I remember when I was working in Brooklyn during the late 80s after I ran CitiPhone for almost 5 years out on Long Island.
I got a new boss, Joe Barbara, VP, a wonderful, distinguished gentleman who always wanted to make sure that everything was just right.
Fine. Not a problem.
Besides, I was a neurotic perfectionist myself so this shouldn’t present any problem, right?
Ever since I was hired, I was always writing my own stuff…as well as much of my boss’s stuff, especially with regard to monthly executive summaries, proposals, presentations & the like.
And I never, ever passed a single memo by anyone for their review &/or approval. Never.
Well, when I first started working for Joe B (as he was known), I knew how he wanted to get his hands into everything.
He did have an advanced degree of busybody in him, but he was a good soul & always well-intentioned.
So I write this 2-page memo on whatever (it was going out to a wide distribution list) & drop it off with him for review.
Yeah, it was a little ass-kissing on my part, I guess. Gotta build those bridges!
Anyway, I go & retrieve my memo out of my mail box later…and it was covered in RED INK!!!
Upon closer examination, he didn’t change or question any of the actual facts or major points that I raised in my memorandum.
Rather, he made all these “stylistic changes”.
I used the word “several”…he changed it to “many”.
I said “seldom”…he said “rarely”.
I used “organization”…he changed it to “division”.
Not real “corrections” or fixing wrong stuff or “errors” by any stretch of the imagination..there were no mistakes!
Maybe he felt like he needed to do something, or flex his muscles, or think that he was “adding value” when, in reality, he really wasn’t!
(Note: When it comes to writing styles & the definition of “perfection”, just about everything is pretty subjective. Unless here’s an obviously-glaring error, it’s always in the eyes of the observer (and the author, for that matter!) as to what’s “right”, what’s “perfect” & what “needs to be changed/tweaked/rewritten”.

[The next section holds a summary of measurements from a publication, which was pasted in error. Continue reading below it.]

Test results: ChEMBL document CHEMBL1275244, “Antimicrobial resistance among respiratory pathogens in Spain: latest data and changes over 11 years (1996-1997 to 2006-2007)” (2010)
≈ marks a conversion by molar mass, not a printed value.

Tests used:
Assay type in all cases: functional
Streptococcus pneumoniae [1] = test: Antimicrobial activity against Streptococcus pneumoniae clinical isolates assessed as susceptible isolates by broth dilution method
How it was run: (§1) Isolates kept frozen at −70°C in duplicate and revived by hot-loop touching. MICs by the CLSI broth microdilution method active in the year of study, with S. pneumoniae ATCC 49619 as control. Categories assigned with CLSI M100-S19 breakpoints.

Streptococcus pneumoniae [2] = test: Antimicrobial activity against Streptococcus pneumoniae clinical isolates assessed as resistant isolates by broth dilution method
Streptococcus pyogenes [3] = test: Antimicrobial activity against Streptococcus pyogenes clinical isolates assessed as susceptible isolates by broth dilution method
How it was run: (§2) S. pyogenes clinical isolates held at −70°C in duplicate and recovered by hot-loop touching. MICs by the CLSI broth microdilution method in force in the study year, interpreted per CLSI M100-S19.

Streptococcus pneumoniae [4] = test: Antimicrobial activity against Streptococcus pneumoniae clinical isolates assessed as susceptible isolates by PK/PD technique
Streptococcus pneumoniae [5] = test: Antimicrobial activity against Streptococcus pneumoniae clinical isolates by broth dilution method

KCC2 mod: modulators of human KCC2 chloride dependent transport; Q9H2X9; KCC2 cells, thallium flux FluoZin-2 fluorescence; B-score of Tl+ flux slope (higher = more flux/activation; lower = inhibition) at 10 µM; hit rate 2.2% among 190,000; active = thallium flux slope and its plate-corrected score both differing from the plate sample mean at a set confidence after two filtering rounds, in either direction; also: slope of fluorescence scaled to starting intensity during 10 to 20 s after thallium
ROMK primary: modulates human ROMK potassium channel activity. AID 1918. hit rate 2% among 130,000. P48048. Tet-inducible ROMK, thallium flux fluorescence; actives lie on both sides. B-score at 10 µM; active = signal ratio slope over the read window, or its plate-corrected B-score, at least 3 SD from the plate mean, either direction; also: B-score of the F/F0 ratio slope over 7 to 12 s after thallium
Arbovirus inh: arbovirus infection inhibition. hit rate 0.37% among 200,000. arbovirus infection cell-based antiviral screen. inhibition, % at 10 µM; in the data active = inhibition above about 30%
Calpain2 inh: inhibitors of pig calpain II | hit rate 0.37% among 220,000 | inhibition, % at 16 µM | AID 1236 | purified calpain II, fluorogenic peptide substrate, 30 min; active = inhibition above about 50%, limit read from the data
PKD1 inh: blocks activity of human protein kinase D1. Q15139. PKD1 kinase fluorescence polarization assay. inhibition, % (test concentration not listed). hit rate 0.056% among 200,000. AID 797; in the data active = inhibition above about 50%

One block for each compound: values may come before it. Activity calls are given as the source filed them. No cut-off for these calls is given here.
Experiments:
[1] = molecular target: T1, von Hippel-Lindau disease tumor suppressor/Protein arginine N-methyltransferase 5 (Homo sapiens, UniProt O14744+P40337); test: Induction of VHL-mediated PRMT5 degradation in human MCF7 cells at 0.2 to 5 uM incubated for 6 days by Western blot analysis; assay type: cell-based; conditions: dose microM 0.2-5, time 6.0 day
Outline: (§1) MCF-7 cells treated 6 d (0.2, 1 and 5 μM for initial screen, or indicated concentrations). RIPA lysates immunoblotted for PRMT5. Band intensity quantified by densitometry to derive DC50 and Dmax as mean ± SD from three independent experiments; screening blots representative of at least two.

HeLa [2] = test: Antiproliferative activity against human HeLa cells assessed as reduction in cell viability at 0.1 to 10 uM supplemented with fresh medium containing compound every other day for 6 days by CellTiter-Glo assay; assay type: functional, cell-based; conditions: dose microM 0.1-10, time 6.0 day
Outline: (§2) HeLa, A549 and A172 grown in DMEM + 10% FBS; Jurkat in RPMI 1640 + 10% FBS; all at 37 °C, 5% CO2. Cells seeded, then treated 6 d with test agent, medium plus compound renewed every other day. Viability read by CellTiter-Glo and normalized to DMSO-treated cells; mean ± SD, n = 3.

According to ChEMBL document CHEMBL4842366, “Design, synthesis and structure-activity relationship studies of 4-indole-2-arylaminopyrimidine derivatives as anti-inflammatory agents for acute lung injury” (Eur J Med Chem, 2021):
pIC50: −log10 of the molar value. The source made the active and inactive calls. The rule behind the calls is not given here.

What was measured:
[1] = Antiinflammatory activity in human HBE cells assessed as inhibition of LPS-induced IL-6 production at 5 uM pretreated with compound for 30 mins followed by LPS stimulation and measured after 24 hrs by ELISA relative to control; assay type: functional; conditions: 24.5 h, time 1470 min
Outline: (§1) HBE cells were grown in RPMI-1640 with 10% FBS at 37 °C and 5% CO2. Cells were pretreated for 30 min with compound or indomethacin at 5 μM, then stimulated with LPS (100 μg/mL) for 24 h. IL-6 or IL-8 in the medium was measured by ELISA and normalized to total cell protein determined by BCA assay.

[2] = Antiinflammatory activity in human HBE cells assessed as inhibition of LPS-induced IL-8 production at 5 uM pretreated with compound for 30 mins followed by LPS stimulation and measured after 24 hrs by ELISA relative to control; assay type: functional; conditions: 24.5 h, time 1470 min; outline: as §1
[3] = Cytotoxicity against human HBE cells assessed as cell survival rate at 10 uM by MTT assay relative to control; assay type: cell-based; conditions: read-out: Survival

One of the first things Joe ever said to me is that I write exactly how I speak.
Look. My brain comes up with an idea that I need to communicate. I’d rather not muddy the waters & make this whole thinking thingie even more difficult than it already is.
I don’t wanna hafta (< < that’s an example right there!!!) decide if that thought is coming’ outta my mouth or via my fingers & then tailor my communication according.
I think Brooklyn. I speak Brooklyn. I write Brooklyn.
And although I was personally embarrassed & pretty pissed off at what he did, he was my boss after all & I didn’t want to burn any bridges..at least not this early on!
And, again, he was generally a really nice guy & a gentleman & I’m sure he meant well.
So, I made EVERY SINGLE CHANGE he recommended…and there were many…and dropped off the revised version at his office. They were all “grammatical changes”, NOT corrections of any kind!
Again, I get my memo back…again with all this red ink crap!
Nothing but more stylistic changes. Was he using a thesaurus?
And then I saw it.
He had changed several of his own recommended words back to the original ones I used in the first place!!!
💥 🔥 💣 ⚡️ 🌊 🎇 🧨 ! ! !
I originally wrote “seldom” & he wanted “rarely”. I changed it to “rarely”. Now, he recommended “seldom”!!!
Similar story with “organization”. He changed it to “division”, but now he wanted “business”!!!